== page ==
3 000 potholes remain unrepaired in Sunday’s River Valley

Vicky new

There are over 3 000 potholes in the Sunday’s River Valley Municipality (SRVM), but it remains unlikely that they will be repaired soon.

It is inconceivable that a region with the second largest contribution to the economy of the Eastern Cape is constrained by collapsing infrastructure.  This has a direct negative effect on the economy of SRVM in particular and the Eastern Cape in general.

In response to legislature questions I submitted to the MEC of Cooperative Governance and Traditional Affairs, Fikile Xasa, these potholes must be repaired during the 2015/18 Medium Term Expenditure Framework (MTEF). Reply to question 419 IQP 50

However, according to the reply, the cash flow of the municipality makes these targets unobtainable and with the assistance of provincial SANRAL allocation, the municipality might be able to address to some extent the failing infrastructure including stormwater drainage.

It is becoming evident that small towns, in particular, are experiencing the brunt of the failure to properly maintain infrastructure, especially road and storm water infrastructure.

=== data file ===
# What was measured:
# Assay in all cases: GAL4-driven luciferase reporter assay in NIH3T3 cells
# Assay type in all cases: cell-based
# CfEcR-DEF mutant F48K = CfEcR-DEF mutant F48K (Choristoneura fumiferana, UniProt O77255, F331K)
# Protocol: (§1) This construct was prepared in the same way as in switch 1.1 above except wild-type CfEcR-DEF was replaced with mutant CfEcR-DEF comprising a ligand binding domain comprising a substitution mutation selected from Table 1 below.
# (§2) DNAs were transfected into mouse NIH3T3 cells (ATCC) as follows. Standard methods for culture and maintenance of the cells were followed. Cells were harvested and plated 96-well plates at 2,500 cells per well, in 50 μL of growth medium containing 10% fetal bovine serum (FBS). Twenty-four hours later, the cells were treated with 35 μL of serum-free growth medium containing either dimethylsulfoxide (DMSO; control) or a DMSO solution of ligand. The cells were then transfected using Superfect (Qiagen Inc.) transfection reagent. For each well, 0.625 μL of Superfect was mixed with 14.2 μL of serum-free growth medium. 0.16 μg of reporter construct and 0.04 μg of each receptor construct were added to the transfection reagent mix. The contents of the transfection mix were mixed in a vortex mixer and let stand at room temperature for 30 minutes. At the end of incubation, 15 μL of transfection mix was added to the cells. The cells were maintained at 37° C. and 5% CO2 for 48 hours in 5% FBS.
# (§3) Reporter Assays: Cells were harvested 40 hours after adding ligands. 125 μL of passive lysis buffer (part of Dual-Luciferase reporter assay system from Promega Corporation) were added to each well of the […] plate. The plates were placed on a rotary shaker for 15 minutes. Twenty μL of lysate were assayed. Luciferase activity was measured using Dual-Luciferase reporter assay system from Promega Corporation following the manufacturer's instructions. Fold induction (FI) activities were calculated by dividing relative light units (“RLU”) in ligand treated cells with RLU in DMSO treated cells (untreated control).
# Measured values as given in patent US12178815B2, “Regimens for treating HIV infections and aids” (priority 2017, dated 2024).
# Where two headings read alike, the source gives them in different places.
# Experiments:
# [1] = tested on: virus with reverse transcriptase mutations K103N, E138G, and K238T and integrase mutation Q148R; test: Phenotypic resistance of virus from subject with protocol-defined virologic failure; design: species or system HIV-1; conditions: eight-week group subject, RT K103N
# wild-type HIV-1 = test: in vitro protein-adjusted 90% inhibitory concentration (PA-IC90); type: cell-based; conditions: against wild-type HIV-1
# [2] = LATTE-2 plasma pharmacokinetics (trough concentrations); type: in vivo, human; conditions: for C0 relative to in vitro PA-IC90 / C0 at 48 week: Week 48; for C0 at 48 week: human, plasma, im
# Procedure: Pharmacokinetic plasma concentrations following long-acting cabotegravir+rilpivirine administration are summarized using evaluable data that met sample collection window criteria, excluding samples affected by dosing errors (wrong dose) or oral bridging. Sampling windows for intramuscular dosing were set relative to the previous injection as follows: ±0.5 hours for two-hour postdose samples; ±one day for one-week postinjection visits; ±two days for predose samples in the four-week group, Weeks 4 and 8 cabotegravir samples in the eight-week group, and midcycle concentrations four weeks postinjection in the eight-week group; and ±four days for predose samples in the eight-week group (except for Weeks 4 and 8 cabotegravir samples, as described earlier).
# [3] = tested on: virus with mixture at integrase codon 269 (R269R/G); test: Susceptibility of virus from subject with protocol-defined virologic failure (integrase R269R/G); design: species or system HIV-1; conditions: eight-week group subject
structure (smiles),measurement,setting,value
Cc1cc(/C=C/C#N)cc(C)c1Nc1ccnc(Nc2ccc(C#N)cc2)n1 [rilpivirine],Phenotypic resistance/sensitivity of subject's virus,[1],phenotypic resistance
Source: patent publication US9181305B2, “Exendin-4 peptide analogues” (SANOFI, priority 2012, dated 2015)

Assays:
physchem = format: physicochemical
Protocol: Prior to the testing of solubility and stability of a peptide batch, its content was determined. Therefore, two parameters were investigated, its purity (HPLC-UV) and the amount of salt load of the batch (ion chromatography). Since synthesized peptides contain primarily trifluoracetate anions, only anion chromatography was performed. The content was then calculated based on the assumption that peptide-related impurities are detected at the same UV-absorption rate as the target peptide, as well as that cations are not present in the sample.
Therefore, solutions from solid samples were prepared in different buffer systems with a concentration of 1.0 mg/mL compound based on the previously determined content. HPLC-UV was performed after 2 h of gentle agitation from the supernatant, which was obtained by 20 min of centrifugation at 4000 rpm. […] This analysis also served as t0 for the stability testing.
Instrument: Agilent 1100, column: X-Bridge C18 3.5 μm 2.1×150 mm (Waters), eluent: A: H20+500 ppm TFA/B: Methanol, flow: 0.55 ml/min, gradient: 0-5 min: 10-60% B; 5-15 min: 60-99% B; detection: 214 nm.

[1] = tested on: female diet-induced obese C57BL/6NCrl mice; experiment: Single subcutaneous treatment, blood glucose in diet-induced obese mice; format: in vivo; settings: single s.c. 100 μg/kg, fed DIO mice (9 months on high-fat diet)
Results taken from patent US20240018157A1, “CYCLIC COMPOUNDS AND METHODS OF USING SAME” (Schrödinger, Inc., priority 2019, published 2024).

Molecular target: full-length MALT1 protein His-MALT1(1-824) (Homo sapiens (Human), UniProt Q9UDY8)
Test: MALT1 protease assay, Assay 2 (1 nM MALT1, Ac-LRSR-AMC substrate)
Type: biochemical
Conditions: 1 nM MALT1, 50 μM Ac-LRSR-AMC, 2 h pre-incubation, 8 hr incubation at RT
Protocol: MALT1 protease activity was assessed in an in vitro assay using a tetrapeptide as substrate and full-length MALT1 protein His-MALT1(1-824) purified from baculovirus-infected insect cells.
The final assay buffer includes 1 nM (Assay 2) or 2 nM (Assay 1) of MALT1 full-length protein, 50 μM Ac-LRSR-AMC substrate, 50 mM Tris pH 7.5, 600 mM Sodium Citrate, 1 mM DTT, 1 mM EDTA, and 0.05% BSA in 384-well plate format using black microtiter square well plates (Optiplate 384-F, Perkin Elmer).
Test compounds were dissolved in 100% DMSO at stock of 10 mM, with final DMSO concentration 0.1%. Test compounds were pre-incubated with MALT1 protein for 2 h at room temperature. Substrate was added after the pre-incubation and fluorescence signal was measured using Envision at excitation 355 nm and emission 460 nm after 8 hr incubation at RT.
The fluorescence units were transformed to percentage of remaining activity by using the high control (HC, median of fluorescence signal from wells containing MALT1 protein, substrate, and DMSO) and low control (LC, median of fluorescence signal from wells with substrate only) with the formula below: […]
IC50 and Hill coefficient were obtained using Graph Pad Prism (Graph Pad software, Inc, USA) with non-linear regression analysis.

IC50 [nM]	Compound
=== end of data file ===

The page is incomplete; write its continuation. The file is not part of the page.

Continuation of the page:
The SRVM was allocated an amount of R701 000 for road maintenance and repairs in the past financial year, however, the total expenditure only amounted to R228 490.

It is clear that the SRVM is the victim of gross maladministration. This information emerges on the back of a recent report that in the 2014/15 financial year an amount of R84.5-million was written off as irrecoverable irregular expenditure.  In 2015/16, it is again alleged that the municipality incurred an amount of R72-million worth of irregular expenditure.

SRVM will only be able to address the crumbling infrastructure with proper planning and by curbing irregular expenditure as well as by abiding to supply chain management regulations. It is of vital importance that allocated funds make its way to roads and that visible service delivery takes place.

In a fair society, all road users must be given the opportunity to travel on roads that are in a good condition and that ratepayers’ money is spent on upgrading infrastructure which has a direct effect on the end user and the economy of these towns.